This article is the third in a series covering each of the six foundational principles of Beacons of Light, the pastoral planning process of the Archdiocese of Cincinnati.

What does it mean to be a member of a church? The answer lies in how we define the word “church.”

In its most basic sense, “church” can simply refer to the building in which we celebrate the Mass and other sacraments. At a slightly higher level, it can be another form of the word “parish.” For example, “What church do you go to?” “I’m a member of Our Lady of Victory.”

We must remember, however, that our baptism makes us members of a very special “Church”—the Catholic Church. This is the Church founded by Jesus Christ, formed by the Apostles and handed on to every successive generation for 2,000 years. Our local church does not exist independently, but is in union with the Universal Church under the authority of our archbishop and the leadership of the holy father.

In the context of Beacons of Light, each of these aspects of “church” has a special role: Church as a sacred space, Church as a local parish, Church as Christ’s universal body. The core principle for Church, as set forth by the Beacons of Light, incorporates all these elements:

“Each of us is called to actively participate as a member of a parish, the Universal Church and our local Church, led by our archbishop. Parishes continually deepen the bonds of communion with other parishes.”

Our Families of Parishes will rely upon each other for success, recognizing the heritage of our past and embracing a common future. Several goals will make this possible.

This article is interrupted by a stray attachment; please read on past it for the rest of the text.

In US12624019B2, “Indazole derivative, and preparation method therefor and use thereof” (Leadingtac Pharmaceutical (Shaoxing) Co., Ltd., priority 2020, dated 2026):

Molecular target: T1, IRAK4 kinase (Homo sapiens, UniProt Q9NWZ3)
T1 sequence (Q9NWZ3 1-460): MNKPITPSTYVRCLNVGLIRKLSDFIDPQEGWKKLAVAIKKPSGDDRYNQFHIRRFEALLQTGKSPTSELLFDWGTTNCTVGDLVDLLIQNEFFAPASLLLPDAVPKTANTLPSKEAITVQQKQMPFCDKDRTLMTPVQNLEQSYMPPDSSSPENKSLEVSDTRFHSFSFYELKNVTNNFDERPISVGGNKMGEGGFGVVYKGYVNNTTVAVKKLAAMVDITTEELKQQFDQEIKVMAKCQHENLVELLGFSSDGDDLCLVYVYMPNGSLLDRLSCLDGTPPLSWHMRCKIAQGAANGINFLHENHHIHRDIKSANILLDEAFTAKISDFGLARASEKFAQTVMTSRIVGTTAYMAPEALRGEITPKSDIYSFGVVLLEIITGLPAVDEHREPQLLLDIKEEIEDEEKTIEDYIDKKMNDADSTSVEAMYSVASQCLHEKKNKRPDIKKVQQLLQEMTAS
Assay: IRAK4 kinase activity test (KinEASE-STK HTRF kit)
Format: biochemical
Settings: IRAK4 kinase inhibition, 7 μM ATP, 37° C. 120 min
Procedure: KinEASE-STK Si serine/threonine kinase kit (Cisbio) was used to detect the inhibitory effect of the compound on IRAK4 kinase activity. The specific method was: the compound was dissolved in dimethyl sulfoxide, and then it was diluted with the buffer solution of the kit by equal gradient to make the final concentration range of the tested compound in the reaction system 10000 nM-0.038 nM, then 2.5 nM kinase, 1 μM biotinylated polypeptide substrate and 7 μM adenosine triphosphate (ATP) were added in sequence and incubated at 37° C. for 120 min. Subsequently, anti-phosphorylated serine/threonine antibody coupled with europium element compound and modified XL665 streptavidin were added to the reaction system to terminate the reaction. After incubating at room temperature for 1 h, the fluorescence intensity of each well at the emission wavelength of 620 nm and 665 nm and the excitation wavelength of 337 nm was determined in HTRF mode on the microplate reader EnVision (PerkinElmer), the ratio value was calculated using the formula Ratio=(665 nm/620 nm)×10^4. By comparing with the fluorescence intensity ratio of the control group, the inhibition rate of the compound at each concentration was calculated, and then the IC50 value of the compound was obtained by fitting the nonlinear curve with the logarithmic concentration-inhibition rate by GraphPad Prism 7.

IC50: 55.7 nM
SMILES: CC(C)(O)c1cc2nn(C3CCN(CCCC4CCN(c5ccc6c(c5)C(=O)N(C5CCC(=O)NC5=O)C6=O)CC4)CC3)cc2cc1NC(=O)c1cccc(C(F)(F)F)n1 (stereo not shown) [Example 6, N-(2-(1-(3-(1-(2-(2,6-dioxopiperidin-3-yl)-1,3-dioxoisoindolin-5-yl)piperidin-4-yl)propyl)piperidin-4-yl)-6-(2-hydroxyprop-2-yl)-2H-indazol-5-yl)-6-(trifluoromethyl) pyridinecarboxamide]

• The Local Church is Organized into Deaneries: Our archdiocesan church operates effectively by dividing into regional deaneries. Our new canonical parishes (i.e., “Families of Parishes”) will continue to follow that organizational model and benefit through the interdependency of each parish with the other.
  • Archdiocesan Communion with the Universal Church: In communion with the holy father, the archbishop exercises leadership in the local Church.
  • Embracing Subsidiarity: One of the Church’s foundational social teachings is subsidiarity, which states that matters ought to be handled by the smallest, lowest or least centralized competent authority, and higher authorities should provide assistance to the lower authorities when appropriate. This enables decisions to be made at the local level wherever possible. Deaneries enhance regional subsidiarity, operating on a local level, which empowers Families of Parishes to cooperate with each other in all forms of ministry.
  • Respecting Culture and History: In one Family of Parishes, the culture and history of our individual parishes are acknowledged, honored and, where possible, preserved. Efforts seek to blend cultural and historical differences with compassion and compromise.
  • Recognizing Local and Universal Membership: The People of God understand that the parish comprises the people within a given territory, and therefore, they grow in understanding themselves as members of Christ’s Body, the Church.

We should not lose sight of the fact that our churches were brought together into Families of Parishes. This is an intentional designation. Families pray together, share their lives with each other, encourage each other and celebrate together. Just as we nourish and sustain our own families, we should strive to do likewise for our new parish family. Pray for the success of our priests, our parishes’ staffs and our brother and sister parishioners. Share in each other’s joys, sorrows, struggles and dreams. Encourage one another in our personal and spiritual growth. Celebrate our parishes’ similarities and differences, brought together in our common Catholic faith.

Lumen Gentium, Vatican II’s Dogmatic Constitution on the Church, tells us “The universal Church is seen to be ‘a people brought into unity from the unity of the Father, the Son and the Holy Spirit.’” As Church, we are the Body of Christ. As members of that Body we are on the journey of faith together – as one body, united in the Holy Trinity, for the good of our local church and the Universal Church. Our confidence rests in God that our parishes will truly come together as one family, one Church.